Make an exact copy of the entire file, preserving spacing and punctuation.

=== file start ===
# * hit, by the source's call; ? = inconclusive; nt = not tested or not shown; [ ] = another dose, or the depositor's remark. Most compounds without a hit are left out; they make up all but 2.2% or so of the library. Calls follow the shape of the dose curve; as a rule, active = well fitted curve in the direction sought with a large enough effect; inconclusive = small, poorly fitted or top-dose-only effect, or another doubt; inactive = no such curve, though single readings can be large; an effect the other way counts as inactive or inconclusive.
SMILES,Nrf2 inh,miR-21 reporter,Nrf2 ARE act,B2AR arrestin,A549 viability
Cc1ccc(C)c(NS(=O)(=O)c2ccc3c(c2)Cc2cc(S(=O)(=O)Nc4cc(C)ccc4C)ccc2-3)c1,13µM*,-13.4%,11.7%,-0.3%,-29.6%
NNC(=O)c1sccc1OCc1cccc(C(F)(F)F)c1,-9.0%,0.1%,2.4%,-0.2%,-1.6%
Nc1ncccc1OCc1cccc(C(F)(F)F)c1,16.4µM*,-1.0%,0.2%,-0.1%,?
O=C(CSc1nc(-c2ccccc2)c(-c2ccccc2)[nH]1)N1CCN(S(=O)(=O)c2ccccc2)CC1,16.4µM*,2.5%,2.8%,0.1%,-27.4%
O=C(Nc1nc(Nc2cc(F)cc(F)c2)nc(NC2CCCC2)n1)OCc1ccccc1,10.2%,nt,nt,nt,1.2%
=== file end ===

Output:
# * hit, by the source's call; ? = inconclusive; nt = not tested or not shown; [ ] = another dose, or the depositor's remark. Most compounds without a hit are left out; they make up all but 2.2% or so of the library. Calls follow the shape of the dose curve; as a rule, active = well fitted curve in the direction sought with a large enough effect; inconclusive = small, poorly fitted or top-dose-only effect, or another doubt; inactive = no such curve, though single readings can be large; an effect the other way counts as inactive or inconclusive.
SMILES,Nrf2 inh,miR-21 reporter,Nrf2 ARE act,B2AR arrestin,A549 viability
Cc1ccc(C)c(NS(=O)(=O)c2ccc3c(c2)Cc2cc(S(=O)(=O)Nc4cc(C)ccc4C)ccc2-3)c1,13µM*,-13.4%,11.7%,-0.3%,-29.6%
NNC(=O)c1sccc1OCc1cccc(C(F)(F)F)c1,-9.0%,0.1%,2.4%,-0.2%,-1.6%
Nc1ncccc1OCc1cccc(C(F)(F)F)c1,16.4µM*,-1.0%,0.2%,-0.1%,?
O=C(CSc1nc(-c2ccccc2)c(-c2ccccc2)[nH]1)N1CCN(S(=O)(=O)c2ccccc2)CC1,16.4µM*,2.5%,2.8%,0.1%,-27.4%
O=C(Nc1nc(Nc2cc(F)cc(F)c2)nc(NC2CCCC2)n1)OCc1ccccc1,10.2%,nt,nt,nt,1.2%